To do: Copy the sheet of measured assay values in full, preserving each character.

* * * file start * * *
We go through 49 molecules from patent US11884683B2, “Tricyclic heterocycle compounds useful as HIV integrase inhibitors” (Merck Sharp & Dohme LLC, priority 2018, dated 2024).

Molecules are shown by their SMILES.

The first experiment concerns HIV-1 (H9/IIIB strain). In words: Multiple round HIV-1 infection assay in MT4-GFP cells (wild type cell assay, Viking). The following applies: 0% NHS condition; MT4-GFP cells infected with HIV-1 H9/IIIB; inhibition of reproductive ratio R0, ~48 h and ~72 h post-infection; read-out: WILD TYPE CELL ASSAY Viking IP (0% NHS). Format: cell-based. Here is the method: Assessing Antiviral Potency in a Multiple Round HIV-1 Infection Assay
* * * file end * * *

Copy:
We go through 49 molecules from patent US11884683B2, “Tricyclic heterocycle compounds useful as HIV integrase inhibitors” (Merck Sharp & Dohme LLC, priority 2018, dated 2024).

Molecules are shown by their SMILES.

The first experiment concerns HIV-1 (H9/IIIB strain). In words: Multiple round HIV-1 infection assay in MT4-GFP cells (wild type cell assay, Viking). The following applies: 0% NHS condition; MT4-GFP cells infected with HIV-1 H9/IIIB; inhibition of reproductive ratio R0, ~48 h and ~72 h post-infection; read-out: WILD TYPE CELL ASSAY Viking IP (0% NHS). Format: cell-based. Here is the method: Assessing Antiviral Potency in a Multiple Round HIV-1 Infection Assay